The Australian Securities & Investments Commission (ASIC) has issued a warning to accountants offering financial advice on self-managed superannuation funds (SMSF) that they could face regulatory action if they do not have a license to do so by 1 July 2016.
The corporate watchdog said that accountants will be unable to offer such advice till they receive a limited Australian financial services (AFS) licence or become an authorised representative of a licence-holder or licensee.
The move follows a three-year transition period that started on 1 July 2013.
On 25 August 2015, the regulator warned that accountants who failed to lodge applications for the limited AFS license in line with ASIC’s requirements by 1 March 2016 were unlikely to get their application assessed and approved by 30 June 2016.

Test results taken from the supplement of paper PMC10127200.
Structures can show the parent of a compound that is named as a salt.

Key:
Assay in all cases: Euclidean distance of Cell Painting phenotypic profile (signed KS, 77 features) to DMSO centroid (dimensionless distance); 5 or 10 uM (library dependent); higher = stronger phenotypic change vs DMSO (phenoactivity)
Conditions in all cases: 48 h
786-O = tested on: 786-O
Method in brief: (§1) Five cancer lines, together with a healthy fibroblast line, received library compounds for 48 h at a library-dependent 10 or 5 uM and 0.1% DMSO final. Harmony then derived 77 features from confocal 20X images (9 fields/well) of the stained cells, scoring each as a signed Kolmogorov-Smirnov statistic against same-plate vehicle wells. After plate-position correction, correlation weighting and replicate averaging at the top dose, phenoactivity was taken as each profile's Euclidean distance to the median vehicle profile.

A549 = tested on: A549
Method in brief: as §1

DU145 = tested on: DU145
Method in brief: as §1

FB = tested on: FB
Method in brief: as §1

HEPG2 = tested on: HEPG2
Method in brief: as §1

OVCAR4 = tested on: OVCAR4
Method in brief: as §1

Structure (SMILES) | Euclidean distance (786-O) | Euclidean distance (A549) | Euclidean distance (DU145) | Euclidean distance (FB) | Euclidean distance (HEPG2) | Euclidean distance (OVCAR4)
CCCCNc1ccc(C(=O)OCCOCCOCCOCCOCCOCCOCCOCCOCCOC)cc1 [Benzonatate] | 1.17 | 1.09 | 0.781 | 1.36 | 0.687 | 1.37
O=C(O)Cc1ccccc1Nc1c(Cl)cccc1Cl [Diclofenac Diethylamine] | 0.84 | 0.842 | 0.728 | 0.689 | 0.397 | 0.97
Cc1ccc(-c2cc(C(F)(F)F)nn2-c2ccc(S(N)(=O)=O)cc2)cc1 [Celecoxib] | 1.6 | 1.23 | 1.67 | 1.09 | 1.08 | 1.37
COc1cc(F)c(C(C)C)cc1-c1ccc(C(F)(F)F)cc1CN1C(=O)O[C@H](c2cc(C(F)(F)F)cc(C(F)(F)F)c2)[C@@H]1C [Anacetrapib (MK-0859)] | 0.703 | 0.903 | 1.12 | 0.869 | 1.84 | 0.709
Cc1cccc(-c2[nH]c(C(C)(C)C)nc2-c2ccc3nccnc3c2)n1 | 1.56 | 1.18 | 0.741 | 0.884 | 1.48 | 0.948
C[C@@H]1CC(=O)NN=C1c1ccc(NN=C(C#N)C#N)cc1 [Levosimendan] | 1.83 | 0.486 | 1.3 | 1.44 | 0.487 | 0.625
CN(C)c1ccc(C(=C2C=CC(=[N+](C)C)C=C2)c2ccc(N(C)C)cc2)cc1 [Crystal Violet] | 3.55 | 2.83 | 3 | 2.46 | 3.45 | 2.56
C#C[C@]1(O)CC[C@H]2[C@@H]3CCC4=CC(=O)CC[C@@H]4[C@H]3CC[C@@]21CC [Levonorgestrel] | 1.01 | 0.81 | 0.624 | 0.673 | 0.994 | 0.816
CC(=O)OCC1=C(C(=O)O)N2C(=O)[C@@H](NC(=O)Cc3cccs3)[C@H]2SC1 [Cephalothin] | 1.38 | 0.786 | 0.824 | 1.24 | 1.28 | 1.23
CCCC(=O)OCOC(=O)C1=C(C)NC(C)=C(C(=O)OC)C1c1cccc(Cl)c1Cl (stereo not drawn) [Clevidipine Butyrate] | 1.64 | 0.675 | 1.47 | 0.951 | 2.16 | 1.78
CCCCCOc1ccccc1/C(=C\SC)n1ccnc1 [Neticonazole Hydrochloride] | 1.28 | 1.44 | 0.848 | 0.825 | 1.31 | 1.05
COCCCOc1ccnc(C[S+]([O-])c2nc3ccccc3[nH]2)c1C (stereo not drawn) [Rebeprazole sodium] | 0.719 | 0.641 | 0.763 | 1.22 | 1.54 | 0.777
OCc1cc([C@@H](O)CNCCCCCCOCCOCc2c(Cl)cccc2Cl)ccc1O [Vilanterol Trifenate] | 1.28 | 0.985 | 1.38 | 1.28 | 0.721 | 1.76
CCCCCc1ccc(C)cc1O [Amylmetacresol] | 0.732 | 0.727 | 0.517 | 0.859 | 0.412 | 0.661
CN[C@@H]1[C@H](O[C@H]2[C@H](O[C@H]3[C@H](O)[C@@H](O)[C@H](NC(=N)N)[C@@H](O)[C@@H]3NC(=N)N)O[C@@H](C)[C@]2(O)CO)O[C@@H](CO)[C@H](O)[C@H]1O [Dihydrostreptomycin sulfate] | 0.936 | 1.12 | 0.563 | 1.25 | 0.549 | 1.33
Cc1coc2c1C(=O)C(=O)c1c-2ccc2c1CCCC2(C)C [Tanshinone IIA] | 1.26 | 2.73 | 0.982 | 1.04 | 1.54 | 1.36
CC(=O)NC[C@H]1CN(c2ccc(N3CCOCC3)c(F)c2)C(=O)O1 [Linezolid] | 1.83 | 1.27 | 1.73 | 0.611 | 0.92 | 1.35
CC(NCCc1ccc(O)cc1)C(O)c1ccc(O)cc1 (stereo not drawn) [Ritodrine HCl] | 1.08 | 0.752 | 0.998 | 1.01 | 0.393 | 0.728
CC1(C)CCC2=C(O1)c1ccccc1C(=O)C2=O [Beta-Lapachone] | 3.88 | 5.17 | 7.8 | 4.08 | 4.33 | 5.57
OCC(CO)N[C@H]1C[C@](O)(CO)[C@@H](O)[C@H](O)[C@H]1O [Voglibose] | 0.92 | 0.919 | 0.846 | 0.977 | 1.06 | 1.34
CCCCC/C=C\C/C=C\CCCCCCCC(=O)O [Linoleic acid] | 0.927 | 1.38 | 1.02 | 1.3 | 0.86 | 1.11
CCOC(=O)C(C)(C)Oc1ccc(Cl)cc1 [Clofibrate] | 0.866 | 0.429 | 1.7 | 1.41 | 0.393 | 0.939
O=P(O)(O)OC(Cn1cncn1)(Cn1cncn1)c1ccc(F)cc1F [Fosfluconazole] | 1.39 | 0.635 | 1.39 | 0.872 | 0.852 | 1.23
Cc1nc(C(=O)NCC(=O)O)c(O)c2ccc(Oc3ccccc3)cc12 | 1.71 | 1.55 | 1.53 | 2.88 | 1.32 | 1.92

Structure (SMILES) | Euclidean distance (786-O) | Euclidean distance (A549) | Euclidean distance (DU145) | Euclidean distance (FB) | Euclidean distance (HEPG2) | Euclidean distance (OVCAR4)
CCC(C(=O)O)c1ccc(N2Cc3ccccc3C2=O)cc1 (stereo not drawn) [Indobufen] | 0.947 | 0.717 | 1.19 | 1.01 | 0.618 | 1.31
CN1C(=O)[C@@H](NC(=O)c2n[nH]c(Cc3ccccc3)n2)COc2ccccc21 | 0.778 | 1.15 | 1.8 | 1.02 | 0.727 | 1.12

In the event of the regulator receiving an application but not approving a licence by then, the applicant would be barred from offering financial product advice on SMSFs.
The regulator has now asked SMSF accountants to prepare a backup plan if their limited AFS licences are not approved by the regulator by 30 June.
ASIC senior executive leader, assessment & intelligence, Warren Day said: "Providing unlicensed financial services is a criminal offence." Day added that any accountant offering unlicensed advice after 30 June 2016 could face regulatory action.
At present, the regulator is assessing over 300 applications for a limited AFS licence.